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Marine Ecology Progress Series

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MEPS 676:19-35 (2021)  -  DOI:

Shark depredation in a commercial trolling fishery in sub-tropical Australia

Harrison Carmody1,*, Tim Langlois1,2, Jonathan Mitchell1,2,3, Matthew Navarro1,2, Nestor Bosch1,2, Dianne McLean2,4, Jacquomo Monk5, Paul Lewis6, Gary Jackson6

1School of Biological Sciences, The University of Western Australia, Perth, Western Australia 6009, Australia
2The Oceans Institute, Indian Ocean Marine Research Centre, Perth, Western Australia 6009, Australia
3Queensland Government, Department of Agriculture and Fisheries, Dutton Park, Queensland 4102, Australia
4Australian Institute of Marine Science - Perth, Indian Ocean Marine Research Centre, Perth, Western Australia 6009, Australia
5Institute for Marine and Antarctic Studies, University of Tasmania, Hobart, Tasmania, Australia 2001, Australia
6Western Australia Fisheries and Marine Research Laboratories, Department of Primary Industries and Regional Development, Government of Western Australia, Hillarys, Western Australia 6025, Australia
*Corresponding author:

ABSTRACT: Shark depredation, whereby hooked fish are partially or completely consumed before they can be retrieved, occurs globally in commercial and recreational fisheries. Depredation can damage fishing gear, injure sharks, cause additional mortality to targeted fish species and result in economic losses to fishers. Knowledge of the mechanisms behind depredation is limited. We used a 13 yr dataset of fishery-dependent commercial daily logbook data for the Mackerel Managed Fishery in Western Australia, which covers 15° of latitude and 10000 km of coastline, to quantify how fishing effort and environmental variables influence depredation. We found that shark depredation rates were relatively low in comparison with previous studies and varied across the 3 management zones of the fishery, with 1.7% of hooked fish being depredated in the northern Zone 1, 2.5% in the central Zone 2 and 5.7% in the southern Zone 3. Generalized additive mixed models found that measures of commercial fishing activity and a proxy for recreational fishing effort (distance from town centre) were positively correlated with shark depredation across Zones 1 and 2. Depredation rates increased during the 13 yr period in Zones 2 and 3, and were higher at dawn and dusk, suggesting crepuscular feeding in Zone 1. This study provides one of the first quantitative assessments of shark depredation in a commercial fishery in Western Australia, and for a trolling fishery globally. The results demonstrate a correlation between fishing effort and depredation, suggesting greater fishing effort in a concentrated area may change shark behaviour, leading to high rates of depredation.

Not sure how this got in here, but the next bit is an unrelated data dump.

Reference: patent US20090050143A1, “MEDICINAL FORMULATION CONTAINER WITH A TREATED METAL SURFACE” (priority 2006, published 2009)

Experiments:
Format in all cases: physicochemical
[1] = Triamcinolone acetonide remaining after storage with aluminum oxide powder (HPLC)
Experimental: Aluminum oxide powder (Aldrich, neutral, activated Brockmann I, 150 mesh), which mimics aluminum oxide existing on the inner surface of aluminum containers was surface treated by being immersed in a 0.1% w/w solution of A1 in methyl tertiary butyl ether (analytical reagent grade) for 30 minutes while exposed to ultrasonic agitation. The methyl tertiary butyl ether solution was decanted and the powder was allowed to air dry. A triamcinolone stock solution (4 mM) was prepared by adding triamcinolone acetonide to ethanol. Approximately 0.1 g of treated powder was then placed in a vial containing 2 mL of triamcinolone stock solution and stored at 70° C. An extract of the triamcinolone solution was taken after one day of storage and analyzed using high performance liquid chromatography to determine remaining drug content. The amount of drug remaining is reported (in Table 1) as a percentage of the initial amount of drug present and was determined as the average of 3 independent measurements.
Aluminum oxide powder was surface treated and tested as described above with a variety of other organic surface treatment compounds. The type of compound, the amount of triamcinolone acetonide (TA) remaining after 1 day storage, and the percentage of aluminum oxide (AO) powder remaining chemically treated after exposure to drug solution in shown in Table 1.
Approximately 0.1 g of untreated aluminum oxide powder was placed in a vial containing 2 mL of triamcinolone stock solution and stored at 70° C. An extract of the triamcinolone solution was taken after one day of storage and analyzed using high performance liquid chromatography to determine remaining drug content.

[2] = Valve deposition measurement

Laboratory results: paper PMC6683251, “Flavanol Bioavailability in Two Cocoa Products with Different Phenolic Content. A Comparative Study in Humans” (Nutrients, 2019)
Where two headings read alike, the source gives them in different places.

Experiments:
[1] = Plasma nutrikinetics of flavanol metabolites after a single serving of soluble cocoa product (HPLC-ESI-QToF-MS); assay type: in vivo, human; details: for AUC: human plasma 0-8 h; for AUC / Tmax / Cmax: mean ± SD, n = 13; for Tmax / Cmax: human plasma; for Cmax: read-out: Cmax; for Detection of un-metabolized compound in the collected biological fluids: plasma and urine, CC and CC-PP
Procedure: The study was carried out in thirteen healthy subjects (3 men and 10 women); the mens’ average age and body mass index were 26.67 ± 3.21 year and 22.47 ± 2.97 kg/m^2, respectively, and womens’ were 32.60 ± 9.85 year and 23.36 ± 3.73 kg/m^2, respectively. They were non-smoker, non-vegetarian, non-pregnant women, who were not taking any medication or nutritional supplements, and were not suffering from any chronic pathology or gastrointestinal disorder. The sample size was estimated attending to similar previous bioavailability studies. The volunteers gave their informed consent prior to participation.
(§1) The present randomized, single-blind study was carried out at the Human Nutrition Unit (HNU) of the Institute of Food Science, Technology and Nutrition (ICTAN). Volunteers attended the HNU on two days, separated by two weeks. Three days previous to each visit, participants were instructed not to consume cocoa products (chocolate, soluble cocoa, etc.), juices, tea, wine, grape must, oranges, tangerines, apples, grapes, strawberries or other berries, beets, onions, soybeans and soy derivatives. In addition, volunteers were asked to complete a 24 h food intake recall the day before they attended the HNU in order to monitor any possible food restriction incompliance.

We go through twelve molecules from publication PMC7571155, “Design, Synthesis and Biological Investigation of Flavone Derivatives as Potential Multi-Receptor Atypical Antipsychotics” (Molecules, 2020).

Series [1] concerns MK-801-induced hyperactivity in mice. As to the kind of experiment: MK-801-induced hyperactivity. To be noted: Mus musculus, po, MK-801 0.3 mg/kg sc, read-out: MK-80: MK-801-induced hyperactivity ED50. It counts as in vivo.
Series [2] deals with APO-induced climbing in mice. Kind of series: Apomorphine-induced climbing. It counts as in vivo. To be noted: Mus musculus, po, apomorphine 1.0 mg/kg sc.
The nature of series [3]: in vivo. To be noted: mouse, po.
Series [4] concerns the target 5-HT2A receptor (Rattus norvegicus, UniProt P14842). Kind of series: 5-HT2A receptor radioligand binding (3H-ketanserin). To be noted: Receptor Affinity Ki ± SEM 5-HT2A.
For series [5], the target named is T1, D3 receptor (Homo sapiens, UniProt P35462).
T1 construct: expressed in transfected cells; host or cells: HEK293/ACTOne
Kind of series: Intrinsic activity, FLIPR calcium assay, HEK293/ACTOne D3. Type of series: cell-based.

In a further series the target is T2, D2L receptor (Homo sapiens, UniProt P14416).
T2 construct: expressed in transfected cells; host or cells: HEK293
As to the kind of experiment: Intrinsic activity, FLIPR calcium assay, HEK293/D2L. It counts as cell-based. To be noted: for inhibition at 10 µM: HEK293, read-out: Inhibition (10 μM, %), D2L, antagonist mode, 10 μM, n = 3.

KEY WORDS: Depredation · Fishing effort · Shark behaviour · Fisheries management · Generalized additive mixed models · Spanish mackerel · Scomberomorus commerson

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Cite this article as: Carmody H, Langlois T, Mitchell J, Navarro M and others (2021) Shark depredation in a commercial trolling fishery in sub-tropical Australia. Mar Ecol Prog Ser 676:19-35.

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